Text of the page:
The 401(k) plan administrator is going to make sure they get paid and that comes through the 401(k)‘s investment funds’ expense ratios/loads (paid for by plan participants) and the plan’s administrative costs (paid for by the employer). As one goes down the other goes up.

10+ years ago I tried to bring a a 401(k) plan to a startup I worked at but the CEO wanted very minimal 401(k) administrative costs which lead to only high expense ratio/load funds being available. I contacted at least dozens agents trying to find something w/ low expense ratios (for me) and low administrative costs (to appease the CEO) but turned up nothing. This was 10+ years ago but I doubt anything has changed in this respect. The plan administrators still gotta/wanna get paid.


#10

I’ve had Fidelity for my employer 401k for something like 20 years. Its perfectly fine.
I’ve got 25 investment choices. Investment returns are like 2 clicks from login with 1, 3,5,10 year returns in % in a simple table. I pay no admin fees and the investment expense ratios are almost all 0.5-1% range.


#11

My university’s 403B plans are offered through a choice of Fidelity and TIAA-CREF. I compared expenses for the comparable fund options and found Fidelity to be lower across the board. So I’m all at Fidelity.

This was a few years ago so I should check again.


#12

As mentioned several times, this is a function of what your employer selected. Your employer put together a team of idiots to create what options you should have available.

If everyone who worked for such an employer would quit, and as the stated reason say “the 401k plan is terrible”, then perhaps we’d stop having poor 401ks.

Or even better, if we can decouple retirement accounts (and even health insurance) from employment, that would be an even better way to go about doing it.


#13

Simply said the only person who makes a nice profit from the 401k plans are the people running the 401k plan. I remember way back being told put the matching amount or XXX amount into your plan and after xxx years you will have a bunch of money… Not even close


#14

With the right match I’d say this is not true.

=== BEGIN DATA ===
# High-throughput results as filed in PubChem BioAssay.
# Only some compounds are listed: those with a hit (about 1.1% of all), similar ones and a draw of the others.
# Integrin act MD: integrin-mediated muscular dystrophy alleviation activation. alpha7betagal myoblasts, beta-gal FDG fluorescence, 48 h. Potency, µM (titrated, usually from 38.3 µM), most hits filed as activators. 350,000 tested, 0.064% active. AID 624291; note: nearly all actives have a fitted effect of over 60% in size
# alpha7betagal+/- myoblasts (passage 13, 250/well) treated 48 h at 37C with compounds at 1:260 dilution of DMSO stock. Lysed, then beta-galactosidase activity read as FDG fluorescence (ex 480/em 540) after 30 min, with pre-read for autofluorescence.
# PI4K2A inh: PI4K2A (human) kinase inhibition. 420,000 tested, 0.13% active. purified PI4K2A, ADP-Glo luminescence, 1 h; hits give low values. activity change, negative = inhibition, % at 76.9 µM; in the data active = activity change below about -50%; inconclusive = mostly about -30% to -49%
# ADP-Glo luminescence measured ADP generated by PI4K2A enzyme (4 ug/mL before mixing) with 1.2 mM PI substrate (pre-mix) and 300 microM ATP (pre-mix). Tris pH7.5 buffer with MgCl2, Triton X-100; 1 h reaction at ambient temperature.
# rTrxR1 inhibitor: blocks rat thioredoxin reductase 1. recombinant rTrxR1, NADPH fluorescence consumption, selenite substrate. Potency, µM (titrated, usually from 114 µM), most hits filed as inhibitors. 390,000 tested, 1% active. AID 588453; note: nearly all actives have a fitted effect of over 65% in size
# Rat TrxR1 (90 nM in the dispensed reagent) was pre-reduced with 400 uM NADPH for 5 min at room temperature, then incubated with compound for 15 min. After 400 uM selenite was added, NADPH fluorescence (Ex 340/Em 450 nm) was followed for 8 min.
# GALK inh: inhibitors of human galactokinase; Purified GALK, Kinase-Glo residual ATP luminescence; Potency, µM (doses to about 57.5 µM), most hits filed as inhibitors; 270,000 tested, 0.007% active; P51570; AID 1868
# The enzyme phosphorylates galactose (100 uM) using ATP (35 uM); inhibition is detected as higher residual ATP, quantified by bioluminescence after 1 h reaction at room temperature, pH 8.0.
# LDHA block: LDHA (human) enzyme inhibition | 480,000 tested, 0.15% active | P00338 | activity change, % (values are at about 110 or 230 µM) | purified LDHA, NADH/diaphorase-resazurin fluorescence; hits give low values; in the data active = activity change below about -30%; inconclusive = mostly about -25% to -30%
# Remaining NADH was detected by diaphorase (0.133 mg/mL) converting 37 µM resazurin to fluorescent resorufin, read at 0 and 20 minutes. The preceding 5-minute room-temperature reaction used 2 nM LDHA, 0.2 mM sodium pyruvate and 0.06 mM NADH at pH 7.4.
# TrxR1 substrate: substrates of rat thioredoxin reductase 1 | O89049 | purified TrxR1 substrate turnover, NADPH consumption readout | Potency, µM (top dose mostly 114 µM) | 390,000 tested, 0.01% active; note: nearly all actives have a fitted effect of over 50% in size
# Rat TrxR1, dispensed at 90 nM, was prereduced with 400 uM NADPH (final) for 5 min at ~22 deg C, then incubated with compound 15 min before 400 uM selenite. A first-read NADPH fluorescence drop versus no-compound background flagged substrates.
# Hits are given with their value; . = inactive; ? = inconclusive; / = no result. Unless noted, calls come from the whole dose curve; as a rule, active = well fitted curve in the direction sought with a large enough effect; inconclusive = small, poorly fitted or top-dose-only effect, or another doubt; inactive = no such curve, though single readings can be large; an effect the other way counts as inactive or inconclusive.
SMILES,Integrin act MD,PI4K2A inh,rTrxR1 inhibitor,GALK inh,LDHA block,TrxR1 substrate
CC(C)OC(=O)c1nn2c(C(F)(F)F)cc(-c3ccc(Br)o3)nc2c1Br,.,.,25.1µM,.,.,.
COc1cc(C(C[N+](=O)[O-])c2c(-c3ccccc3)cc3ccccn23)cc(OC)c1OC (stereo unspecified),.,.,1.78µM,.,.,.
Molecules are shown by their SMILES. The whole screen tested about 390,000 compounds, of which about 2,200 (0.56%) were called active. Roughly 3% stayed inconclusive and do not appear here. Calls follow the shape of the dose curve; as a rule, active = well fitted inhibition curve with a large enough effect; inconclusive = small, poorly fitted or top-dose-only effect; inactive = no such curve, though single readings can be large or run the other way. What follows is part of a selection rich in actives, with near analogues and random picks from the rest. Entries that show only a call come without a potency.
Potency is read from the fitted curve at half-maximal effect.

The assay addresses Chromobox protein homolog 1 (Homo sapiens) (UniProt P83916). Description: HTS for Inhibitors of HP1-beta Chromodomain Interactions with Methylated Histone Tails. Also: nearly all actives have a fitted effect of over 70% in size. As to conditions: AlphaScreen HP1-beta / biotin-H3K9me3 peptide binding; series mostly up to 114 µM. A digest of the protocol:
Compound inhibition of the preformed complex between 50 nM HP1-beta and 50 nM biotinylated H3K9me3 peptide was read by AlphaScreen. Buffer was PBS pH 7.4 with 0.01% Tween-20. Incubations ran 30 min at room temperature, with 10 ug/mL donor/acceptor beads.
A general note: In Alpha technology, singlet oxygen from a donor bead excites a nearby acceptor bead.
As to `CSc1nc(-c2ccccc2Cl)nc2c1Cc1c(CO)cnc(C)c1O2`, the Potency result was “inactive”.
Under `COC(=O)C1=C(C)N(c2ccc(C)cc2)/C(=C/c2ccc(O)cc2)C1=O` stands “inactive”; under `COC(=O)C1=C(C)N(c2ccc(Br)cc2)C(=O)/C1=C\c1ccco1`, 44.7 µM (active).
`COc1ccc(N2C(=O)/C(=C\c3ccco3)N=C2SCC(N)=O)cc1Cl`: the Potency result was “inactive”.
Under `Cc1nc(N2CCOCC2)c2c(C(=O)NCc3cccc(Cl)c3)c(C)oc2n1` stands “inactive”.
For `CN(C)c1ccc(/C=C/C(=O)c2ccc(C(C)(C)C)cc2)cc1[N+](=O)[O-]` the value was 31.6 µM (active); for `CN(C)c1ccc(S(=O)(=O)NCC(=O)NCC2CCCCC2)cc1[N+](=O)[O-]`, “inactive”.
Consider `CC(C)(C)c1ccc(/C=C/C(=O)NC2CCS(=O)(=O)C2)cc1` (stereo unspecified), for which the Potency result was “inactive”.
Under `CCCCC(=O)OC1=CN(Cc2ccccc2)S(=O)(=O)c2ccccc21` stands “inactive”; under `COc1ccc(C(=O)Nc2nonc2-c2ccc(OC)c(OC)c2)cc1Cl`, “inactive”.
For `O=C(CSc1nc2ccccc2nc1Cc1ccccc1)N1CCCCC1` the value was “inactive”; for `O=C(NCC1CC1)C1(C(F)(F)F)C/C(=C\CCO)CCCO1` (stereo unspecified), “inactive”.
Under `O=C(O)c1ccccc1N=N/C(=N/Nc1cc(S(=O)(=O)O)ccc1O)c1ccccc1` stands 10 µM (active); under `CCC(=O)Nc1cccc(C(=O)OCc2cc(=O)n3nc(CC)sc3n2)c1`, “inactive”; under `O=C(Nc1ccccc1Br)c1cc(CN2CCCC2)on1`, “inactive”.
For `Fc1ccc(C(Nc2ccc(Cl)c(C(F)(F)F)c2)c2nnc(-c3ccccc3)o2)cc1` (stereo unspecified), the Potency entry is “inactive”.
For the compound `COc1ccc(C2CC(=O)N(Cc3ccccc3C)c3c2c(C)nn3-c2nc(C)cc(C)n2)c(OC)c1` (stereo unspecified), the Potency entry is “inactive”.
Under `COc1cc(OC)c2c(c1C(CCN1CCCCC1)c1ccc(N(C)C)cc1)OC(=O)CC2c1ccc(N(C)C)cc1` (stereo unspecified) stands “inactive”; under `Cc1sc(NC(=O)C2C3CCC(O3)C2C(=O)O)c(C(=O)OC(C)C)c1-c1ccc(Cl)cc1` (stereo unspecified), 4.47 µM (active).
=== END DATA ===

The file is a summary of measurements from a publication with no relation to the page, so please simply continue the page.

Even with a bad plan with 2% in fees yearly so long as you have a match you should participate

Example: for ever 1% you company matches 50% up to 3% total. You put 6% of your pay and the company matches with 3%.


#15

“With the right match” I could be ultra rich, from what I have seen is the fee’s for managing the 401k is what get these people rich, then add on top of that the fee’s for servicing the mutual funds, and ding ding ding even more money. If you quit your company they charge you a fee to service the 401k so you have to roll it over.


#16

That’s actually a good thing – I wish they let me roll it over without having me quit first!

If you don’t have a bunch of money after many years of contributions and matches, you must be doing something wrong.


#17

Totally.


#18

If you have a good 401k with a large employer, the institutional fees they can get in the 401k can be much better than anything you can get retail. So, in some cases, keeping money in a 401k is a good choice.


#19

You can’t get much better than the Fidelity index ETFs. Unless you consider an expense ratio of 0.04% to be much better than 0.06% :slight_smile:


#20

I do consider a 33% lower fee to be much better; though granted it won’t be too big a number in actual cost.

Still, for some non index funds, you can shave off pretty good amount from fees through institutional class shares. like .65 instead of .95.


#21

Yeah but are those funds worth the expense? My guess is they aren’t. I don’t see the point of investing in anything that costs > 0.1%.